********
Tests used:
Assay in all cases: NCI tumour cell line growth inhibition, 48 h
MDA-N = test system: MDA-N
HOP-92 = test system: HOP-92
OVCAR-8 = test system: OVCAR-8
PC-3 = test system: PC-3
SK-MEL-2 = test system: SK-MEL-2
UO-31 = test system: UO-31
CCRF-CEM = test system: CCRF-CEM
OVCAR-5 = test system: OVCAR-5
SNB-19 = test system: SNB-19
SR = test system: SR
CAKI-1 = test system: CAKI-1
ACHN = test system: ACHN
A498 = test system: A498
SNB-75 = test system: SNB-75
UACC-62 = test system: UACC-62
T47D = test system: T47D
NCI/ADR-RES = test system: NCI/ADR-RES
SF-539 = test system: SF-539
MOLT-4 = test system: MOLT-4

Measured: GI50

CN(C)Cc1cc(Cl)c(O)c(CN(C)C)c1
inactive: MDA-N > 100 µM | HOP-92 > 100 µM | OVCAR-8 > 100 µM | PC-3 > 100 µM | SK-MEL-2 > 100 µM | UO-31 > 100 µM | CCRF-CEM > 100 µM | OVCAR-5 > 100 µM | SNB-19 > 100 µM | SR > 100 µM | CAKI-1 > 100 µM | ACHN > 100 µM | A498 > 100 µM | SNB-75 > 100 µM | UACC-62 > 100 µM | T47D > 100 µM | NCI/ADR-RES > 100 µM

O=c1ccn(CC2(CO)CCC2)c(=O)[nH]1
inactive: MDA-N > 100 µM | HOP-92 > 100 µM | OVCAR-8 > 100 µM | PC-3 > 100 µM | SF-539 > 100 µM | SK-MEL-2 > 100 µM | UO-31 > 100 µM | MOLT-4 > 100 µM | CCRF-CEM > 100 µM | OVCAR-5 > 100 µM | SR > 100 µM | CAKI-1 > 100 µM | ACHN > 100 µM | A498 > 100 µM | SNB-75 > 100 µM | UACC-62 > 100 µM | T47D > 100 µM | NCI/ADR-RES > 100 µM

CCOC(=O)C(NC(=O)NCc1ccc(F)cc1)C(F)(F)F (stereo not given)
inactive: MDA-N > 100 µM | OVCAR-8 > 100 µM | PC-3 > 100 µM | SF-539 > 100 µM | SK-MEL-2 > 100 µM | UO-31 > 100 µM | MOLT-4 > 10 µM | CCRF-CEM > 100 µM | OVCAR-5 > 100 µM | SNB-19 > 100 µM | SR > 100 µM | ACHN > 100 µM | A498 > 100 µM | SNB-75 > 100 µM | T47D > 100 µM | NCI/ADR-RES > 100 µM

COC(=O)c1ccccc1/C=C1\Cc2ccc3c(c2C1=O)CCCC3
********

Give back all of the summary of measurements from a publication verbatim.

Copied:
Tests used:
Assay in all cases: NCI tumour cell line growth inhibition, 48 h
MDA-N = test system: MDA-N
HOP-92 = test system: HOP-92
OVCAR-8 = test system: OVCAR-8
PC-3 = test system: PC-3
SK-MEL-2 = test system: SK-MEL-2
UO-31 = test system: UO-31
CCRF-CEM = test system: CCRF-CEM
OVCAR-5 = test system: OVCAR-5
SNB-19 = test system: SNB-19
SR = test system: SR
CAKI-1 = test system: CAKI-1
ACHN = test system: ACHN
A498 = test system: A498
SNB-75 = test system: SNB-75
UACC-62 = test system: UACC-62
T47D = test system: T47D
NCI/ADR-RES = test system: NCI/ADR-RES
SF-539 = test system: SF-539
MOLT-4 = test system: MOLT-4

Measured: GI50

CN(C)Cc1cc(Cl)c(O)c(CN(C)C)c1
inactive: MDA-N > 100 µM | HOP-92 > 100 µM | OVCAR-8 > 100 µM | PC-3 > 100 µM | SK-MEL-2 > 100 µM | UO-31 > 100 µM | CCRF-CEM > 100 µM | OVCAR-5 > 100 µM | SNB-19 > 100 µM | SR > 100 µM | CAKI-1 > 100 µM | ACHN > 100 µM | A498 > 100 µM | SNB-75 > 100 µM | UACC-62 > 100 µM | T47D > 100 µM | NCI/ADR-RES > 100 µM

O=c1ccn(CC2(CO)CCC2)c(=O)[nH]1
inactive: MDA-N > 100 µM | HOP-92 > 100 µM | OVCAR-8 > 100 µM | PC-3 > 100 µM | SF-539 > 100 µM | SK-MEL-2 > 100 µM | UO-31 > 100 µM | MOLT-4 > 100 µM | CCRF-CEM > 100 µM | OVCAR-5 > 100 µM | SR > 100 µM | CAKI-1 > 100 µM | ACHN > 100 µM | A498 > 100 µM | SNB-75 > 100 µM | UACC-62 > 100 µM | T47D > 100 µM | NCI/ADR-RES > 100 µM

CCOC(=O)C(NC(=O)NCc1ccc(F)cc1)C(F)(F)F (stereo not given)
inactive: MDA-N > 100 µM | OVCAR-8 > 100 µM | PC-3 > 100 µM | SF-539 > 100 µM | SK-MEL-2 > 100 µM | UO-31 > 100 µM | MOLT-4 > 10 µM | CCRF-CEM > 100 µM | OVCAR-5 > 100 µM | SNB-19 > 100 µM | SR > 100 µM | ACHN > 100 µM | A498 > 100 µM | SNB-75 > 100 µM | T47D > 100 µM | NCI/ADR-RES > 100 µM

COC(=O)c1ccccc1/C=C1\Cc2ccc3c(c2C1=O)CCCC3